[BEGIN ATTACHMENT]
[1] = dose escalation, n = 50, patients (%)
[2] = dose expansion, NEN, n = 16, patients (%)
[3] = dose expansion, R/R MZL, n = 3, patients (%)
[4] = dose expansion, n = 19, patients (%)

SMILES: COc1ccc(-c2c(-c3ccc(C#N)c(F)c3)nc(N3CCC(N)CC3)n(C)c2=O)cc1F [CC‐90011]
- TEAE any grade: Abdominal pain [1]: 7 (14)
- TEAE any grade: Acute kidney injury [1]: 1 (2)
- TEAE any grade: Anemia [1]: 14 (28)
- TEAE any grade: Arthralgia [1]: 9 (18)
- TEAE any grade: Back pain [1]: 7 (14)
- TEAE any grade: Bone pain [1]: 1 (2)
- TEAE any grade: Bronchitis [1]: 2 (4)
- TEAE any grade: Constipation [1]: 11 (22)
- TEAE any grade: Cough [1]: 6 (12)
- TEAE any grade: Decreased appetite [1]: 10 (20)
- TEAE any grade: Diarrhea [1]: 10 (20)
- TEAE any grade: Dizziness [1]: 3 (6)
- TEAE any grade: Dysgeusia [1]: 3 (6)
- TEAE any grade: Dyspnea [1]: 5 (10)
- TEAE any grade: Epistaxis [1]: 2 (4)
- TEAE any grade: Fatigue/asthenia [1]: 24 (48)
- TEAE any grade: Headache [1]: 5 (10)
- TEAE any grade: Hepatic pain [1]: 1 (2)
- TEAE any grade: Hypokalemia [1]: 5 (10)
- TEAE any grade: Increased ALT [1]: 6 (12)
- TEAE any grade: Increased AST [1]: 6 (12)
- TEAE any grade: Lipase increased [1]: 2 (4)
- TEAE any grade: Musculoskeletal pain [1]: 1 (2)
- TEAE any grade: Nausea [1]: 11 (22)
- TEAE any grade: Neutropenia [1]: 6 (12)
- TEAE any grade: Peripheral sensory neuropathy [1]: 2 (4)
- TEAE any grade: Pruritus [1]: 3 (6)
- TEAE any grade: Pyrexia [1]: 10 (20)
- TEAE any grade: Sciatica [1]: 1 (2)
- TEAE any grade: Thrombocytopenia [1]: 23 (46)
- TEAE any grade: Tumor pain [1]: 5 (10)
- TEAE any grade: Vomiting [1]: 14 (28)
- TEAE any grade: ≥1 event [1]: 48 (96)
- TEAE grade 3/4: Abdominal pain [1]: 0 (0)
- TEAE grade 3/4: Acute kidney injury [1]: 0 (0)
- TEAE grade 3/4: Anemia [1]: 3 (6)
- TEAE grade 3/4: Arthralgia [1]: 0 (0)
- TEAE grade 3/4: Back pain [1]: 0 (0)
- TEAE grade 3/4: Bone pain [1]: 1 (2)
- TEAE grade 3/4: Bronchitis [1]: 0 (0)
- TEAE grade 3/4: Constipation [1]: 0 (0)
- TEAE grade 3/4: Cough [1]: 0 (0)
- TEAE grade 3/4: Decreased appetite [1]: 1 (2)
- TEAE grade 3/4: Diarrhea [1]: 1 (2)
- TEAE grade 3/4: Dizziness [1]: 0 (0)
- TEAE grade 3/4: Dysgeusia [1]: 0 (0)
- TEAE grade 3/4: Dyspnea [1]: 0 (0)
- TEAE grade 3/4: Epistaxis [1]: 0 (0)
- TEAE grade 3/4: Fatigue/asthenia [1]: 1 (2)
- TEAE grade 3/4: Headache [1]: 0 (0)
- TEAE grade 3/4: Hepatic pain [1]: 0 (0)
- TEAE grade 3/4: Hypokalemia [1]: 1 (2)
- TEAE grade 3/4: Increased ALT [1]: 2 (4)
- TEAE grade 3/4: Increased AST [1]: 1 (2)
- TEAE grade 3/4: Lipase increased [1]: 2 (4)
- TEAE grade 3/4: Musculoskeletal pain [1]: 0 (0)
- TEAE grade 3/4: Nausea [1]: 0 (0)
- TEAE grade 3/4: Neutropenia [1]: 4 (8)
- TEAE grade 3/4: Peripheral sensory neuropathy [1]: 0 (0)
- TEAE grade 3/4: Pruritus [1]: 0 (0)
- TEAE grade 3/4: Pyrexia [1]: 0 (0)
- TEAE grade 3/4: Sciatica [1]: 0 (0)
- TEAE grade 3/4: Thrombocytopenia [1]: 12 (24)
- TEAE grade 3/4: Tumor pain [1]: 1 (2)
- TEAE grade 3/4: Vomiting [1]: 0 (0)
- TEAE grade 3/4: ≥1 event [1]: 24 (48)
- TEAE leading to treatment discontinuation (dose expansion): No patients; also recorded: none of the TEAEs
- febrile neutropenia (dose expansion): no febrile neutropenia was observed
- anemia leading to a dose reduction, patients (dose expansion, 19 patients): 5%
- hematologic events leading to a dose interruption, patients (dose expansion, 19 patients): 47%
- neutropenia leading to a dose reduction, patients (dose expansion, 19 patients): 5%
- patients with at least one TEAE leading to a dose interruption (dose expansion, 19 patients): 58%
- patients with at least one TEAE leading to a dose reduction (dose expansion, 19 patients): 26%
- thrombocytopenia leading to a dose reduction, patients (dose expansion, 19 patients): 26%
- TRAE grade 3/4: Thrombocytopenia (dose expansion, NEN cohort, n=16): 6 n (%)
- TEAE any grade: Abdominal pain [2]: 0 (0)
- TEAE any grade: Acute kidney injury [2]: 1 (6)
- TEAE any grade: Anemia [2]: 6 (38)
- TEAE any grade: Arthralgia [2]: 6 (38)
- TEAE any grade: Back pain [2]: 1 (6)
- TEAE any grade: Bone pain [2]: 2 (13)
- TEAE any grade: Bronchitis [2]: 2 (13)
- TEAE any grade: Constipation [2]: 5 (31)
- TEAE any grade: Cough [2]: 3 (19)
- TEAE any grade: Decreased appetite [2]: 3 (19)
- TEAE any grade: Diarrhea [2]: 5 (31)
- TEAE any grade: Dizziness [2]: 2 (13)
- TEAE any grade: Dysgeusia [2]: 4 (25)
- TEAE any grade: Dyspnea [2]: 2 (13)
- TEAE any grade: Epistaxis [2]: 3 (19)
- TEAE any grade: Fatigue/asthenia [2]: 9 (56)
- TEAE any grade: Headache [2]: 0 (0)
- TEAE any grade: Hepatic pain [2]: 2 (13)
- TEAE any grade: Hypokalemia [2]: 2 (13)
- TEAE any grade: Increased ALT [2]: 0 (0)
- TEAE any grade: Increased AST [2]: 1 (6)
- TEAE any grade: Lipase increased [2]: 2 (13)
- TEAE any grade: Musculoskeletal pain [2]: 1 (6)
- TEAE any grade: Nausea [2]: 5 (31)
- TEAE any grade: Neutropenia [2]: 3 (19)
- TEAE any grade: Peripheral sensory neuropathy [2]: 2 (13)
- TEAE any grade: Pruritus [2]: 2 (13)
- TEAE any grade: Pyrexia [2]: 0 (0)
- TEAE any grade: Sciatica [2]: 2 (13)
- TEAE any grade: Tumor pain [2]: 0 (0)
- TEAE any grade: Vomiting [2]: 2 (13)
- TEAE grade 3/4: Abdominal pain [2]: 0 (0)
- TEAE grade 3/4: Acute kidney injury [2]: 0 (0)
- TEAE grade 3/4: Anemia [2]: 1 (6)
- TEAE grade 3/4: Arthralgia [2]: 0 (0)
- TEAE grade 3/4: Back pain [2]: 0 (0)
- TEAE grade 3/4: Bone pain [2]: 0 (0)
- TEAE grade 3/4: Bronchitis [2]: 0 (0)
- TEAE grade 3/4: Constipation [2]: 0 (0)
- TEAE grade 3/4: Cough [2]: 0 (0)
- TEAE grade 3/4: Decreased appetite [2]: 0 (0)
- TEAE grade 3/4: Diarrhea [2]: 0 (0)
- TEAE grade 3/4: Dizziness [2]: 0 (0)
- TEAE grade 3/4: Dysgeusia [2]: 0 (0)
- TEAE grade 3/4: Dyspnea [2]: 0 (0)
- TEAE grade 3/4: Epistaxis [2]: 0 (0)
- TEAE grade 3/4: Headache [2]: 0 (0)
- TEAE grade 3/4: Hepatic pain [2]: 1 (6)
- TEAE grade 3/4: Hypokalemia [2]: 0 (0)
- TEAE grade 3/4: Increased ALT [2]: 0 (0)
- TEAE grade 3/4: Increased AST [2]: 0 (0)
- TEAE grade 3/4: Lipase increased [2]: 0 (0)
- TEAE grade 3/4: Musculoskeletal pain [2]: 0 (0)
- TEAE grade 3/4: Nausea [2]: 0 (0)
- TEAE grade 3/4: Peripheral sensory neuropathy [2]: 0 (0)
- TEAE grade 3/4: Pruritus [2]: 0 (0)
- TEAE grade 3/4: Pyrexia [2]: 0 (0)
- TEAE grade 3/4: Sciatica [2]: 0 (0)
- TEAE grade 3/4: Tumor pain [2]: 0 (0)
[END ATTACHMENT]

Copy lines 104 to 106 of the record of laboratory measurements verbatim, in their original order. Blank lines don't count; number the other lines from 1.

- TEAE any grade: Nausea [2]: 5 (31)
- TEAE any grade: Neutropenia [2]: 3 (19)
- TEAE any grade: Peripheral sensory neuropathy [2]: 2 (13)